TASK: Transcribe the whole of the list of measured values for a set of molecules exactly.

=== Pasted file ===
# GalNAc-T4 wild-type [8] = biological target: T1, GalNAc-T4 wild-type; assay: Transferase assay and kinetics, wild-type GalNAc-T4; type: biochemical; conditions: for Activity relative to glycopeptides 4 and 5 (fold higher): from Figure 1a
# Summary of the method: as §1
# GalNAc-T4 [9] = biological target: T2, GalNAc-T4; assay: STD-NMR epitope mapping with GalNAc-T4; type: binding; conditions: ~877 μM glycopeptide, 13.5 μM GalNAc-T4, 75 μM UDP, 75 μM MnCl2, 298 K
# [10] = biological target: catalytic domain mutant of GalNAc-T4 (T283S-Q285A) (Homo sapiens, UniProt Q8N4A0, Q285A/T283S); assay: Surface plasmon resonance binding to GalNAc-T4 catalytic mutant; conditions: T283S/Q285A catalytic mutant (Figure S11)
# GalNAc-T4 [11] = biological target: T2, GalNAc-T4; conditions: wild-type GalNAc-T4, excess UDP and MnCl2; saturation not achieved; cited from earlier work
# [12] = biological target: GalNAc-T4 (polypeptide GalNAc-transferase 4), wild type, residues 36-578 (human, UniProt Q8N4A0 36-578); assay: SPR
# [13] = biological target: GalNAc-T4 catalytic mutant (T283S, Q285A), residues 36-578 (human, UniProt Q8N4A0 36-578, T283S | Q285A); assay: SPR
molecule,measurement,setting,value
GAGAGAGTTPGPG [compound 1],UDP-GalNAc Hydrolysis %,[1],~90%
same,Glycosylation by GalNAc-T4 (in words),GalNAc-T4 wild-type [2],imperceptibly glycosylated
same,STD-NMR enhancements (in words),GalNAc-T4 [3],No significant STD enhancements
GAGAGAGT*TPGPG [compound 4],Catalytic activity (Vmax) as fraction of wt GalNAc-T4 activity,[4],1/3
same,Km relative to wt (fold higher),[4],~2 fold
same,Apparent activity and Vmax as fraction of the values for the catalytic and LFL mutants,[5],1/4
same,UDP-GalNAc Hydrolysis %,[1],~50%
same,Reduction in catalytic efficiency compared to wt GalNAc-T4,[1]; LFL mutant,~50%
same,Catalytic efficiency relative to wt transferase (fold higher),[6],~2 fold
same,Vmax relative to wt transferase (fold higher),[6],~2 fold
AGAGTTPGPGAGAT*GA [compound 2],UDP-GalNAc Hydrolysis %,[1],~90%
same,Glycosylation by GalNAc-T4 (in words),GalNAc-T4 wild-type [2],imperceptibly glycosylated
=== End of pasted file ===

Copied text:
# GalNAc-T4 wild-type [8] = biological target: T1, GalNAc-T4 wild-type; assay: Transferase assay and kinetics, wild-type GalNAc-T4; type: biochemical; conditions: for Activity relative to glycopeptides 4 and 5 (fold higher): from Figure 1a
# Summary of the method: as §1
# GalNAc-T4 [9] = biological target: T2, GalNAc-T4; assay: STD-NMR epitope mapping with GalNAc-T4; type: binding; conditions: ~877 μM glycopeptide, 13.5 μM GalNAc-T4, 75 μM UDP, 75 μM MnCl2, 298 K
# [10] = biological target: catalytic domain mutant of GalNAc-T4 (T283S-Q285A) (Homo sapiens, UniProt Q8N4A0, Q285A/T283S); assay: Surface plasmon resonance binding to GalNAc-T4 catalytic mutant; conditions: T283S/Q285A catalytic mutant (Figure S11)
# GalNAc-T4 [11] = biological target: T2, GalNAc-T4; conditions: wild-type GalNAc-T4, excess UDP and MnCl2; saturation not achieved; cited from earlier work
# [12] = biological target: GalNAc-T4 (polypeptide GalNAc-transferase 4), wild type, residues 36-578 (human, UniProt Q8N4A0 36-578); assay: SPR
# [13] = biological target: GalNAc-T4 catalytic mutant (T283S, Q285A), residues 36-578 (human, UniProt Q8N4A0 36-578, T283S | Q285A); assay: SPR
molecule,measurement,setting,value
GAGAGAGTTPGPG [compound 1],UDP-GalNAc Hydrolysis %,[1],~90%
same,Glycosylation by GalNAc-T4 (in words),GalNAc-T4 wild-type [2],imperceptibly glycosylated
same,STD-NMR enhancements (in words),GalNAc-T4 [3],No significant STD enhancements
GAGAGAGT*TPGPG [compound 4],Catalytic activity (Vmax) as fraction of wt GalNAc-T4 activity,[4],1/3
same,Km relative to wt (fold higher),[4],~2 fold
same,Apparent activity and Vmax as fraction of the values for the catalytic and LFL mutants,[5],1/4
same,UDP-GalNAc Hydrolysis %,[1],~50%
same,Reduction in catalytic efficiency compared to wt GalNAc-T4,[1]; LFL mutant,~50%
same,Catalytic efficiency relative to wt transferase (fold higher),[6],~2 fold
same,Vmax relative to wt transferase (fold higher),[6],~2 fold
AGAGTTPGPGAGAT*GA [compound 2],UDP-GalNAc Hydrolysis %,[1],~90%
same,Glycosylation by GalNAc-T4 (in words),GalNAc-T4 wild-type [2],imperceptibly glycosylated